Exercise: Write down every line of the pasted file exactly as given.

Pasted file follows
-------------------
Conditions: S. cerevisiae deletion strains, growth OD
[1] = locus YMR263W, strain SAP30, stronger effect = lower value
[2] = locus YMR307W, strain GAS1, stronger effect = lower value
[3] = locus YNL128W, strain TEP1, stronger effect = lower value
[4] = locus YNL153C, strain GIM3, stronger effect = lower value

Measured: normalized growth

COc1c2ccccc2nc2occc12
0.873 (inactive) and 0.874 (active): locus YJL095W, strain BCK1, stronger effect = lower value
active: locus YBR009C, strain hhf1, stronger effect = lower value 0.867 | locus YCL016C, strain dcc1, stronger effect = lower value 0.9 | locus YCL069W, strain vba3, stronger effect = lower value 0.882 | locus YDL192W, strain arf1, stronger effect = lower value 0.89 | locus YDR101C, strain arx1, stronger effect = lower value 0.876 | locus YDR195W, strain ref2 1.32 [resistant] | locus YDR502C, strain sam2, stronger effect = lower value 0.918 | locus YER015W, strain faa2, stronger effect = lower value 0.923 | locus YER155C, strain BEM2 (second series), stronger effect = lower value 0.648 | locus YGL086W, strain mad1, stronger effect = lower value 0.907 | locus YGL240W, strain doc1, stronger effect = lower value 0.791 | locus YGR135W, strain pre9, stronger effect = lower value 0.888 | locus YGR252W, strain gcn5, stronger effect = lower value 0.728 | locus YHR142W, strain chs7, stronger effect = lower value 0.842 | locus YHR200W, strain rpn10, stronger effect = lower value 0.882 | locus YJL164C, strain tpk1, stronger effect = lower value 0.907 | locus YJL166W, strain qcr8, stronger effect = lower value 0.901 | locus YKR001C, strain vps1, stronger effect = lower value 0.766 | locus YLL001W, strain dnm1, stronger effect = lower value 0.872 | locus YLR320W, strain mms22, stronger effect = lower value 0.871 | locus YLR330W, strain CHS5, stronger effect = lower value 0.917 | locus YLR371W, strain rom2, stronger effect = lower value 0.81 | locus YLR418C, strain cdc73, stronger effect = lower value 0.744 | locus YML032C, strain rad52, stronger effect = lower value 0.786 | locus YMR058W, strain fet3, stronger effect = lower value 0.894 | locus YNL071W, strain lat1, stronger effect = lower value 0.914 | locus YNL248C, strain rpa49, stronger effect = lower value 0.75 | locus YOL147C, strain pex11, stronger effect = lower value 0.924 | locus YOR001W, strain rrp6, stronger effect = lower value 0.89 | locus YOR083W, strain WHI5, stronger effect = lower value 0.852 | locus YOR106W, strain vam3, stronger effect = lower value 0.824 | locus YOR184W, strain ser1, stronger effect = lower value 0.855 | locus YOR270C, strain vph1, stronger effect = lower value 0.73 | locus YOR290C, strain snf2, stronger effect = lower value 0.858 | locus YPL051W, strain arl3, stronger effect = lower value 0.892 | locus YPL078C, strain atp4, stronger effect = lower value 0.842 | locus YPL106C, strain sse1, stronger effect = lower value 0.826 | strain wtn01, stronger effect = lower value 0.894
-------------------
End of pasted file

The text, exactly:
Conditions: S. cerevisiae deletion strains, growth OD
[1] = locus YMR263W, strain SAP30, stronger effect = lower value
[2] = locus YMR307W, strain GAS1, stronger effect = lower value
[3] = locus YNL128W, strain TEP1, stronger effect = lower value
[4] = locus YNL153C, strain GIM3, stronger effect = lower value

Measured: normalized growth

COc1c2ccccc2nc2occc12
0.873 (inactive) and 0.874 (active): locus YJL095W, strain BCK1, stronger effect = lower value
active: locus YBR009C, strain hhf1, stronger effect = lower value 0.867 | locus YCL016C, strain dcc1, stronger effect = lower value 0.9 | locus YCL069W, strain vba3, stronger effect = lower value 0.882 | locus YDL192W, strain arf1, stronger effect = lower value 0.89 | locus YDR101C, strain arx1, stronger effect = lower value 0.876 | locus YDR195W, strain ref2 1.32 [resistant] | locus YDR502C, strain sam2, stronger effect = lower value 0.918 | locus YER015W, strain faa2, stronger effect = lower value 0.923 | locus YER155C, strain BEM2 (second series), stronger effect = lower value 0.648 | locus YGL086W, strain mad1, stronger effect = lower value 0.907 | locus YGL240W, strain doc1, stronger effect = lower value 0.791 | locus YGR135W, strain pre9, stronger effect = lower value 0.888 | locus YGR252W, strain gcn5, stronger effect = lower value 0.728 | locus YHR142W, strain chs7, stronger effect = lower value 0.842 | locus YHR200W, strain rpn10, stronger effect = lower value 0.882 | locus YJL164C, strain tpk1, stronger effect = lower value 0.907 | locus YJL166W, strain qcr8, stronger effect = lower value 0.901 | locus YKR001C, strain vps1, stronger effect = lower value 0.766 | locus YLL001W, strain dnm1, stronger effect = lower value 0.872 | locus YLR320W, strain mms22, stronger effect = lower value 0.871 | locus YLR330W, strain CHS5, stronger effect = lower value 0.917 | locus YLR371W, strain rom2, stronger effect = lower value 0.81 | locus YLR418C, strain cdc73, stronger effect = lower value 0.744 | locus YML032C, strain rad52, stronger effect = lower value 0.786 | locus YMR058W, strain fet3, stronger effect = lower value 0.894 | locus YNL071W, strain lat1, stronger effect = lower value 0.914 | locus YNL248C, strain rpa49, stronger effect = lower value 0.75 | locus YOL147C, strain pex11, stronger effect = lower value 0.924 | locus YOR001W, strain rrp6, stronger effect = lower value 0.89 | locus YOR083W, strain WHI5, stronger effect = lower value 0.852 | locus YOR106W, strain vam3, stronger effect = lower value 0.824 | locus YOR184W, strain ser1, stronger effect = lower value 0.855 | locus YOR270C, strain vph1, stronger effect = lower value 0.73 | locus YOR290C, strain snf2, stronger effect = lower value 0.858 | locus YPL051W, strain arl3, stronger effect = lower value 0.892 | locus YPL078C, strain atp4, stronger effect = lower value 0.842 | locus YPL106C, strain sse1, stronger effect = lower value 0.826 | strain wtn01, stronger effect = lower value 0.894